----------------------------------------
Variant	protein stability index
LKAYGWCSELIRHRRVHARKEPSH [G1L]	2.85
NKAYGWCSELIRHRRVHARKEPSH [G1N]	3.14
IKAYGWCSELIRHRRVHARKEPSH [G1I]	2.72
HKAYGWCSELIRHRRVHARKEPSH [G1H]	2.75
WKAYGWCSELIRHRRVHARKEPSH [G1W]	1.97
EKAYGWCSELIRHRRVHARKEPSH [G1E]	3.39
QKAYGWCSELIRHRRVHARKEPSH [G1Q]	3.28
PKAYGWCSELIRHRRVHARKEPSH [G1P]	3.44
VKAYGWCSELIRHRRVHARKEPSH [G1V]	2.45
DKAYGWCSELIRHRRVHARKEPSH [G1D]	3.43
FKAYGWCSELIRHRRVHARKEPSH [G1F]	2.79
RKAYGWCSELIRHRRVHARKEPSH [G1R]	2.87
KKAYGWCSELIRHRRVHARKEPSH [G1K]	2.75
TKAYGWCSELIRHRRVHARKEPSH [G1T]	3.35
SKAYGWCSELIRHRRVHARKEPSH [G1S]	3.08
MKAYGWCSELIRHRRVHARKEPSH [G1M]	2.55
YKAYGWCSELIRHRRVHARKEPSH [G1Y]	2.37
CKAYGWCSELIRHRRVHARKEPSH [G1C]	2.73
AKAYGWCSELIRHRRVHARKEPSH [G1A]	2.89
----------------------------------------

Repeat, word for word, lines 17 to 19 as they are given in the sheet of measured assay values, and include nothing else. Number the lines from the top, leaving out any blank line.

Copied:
MKAYGWCSELIRHRRVHARKEPSH [G1M]	2.55
YKAYGWCSELIRHRRVHARKEPSH [G1Y]	2.37
CKAYGWCSELIRHRRVHARKEPSH [G1C]	2.73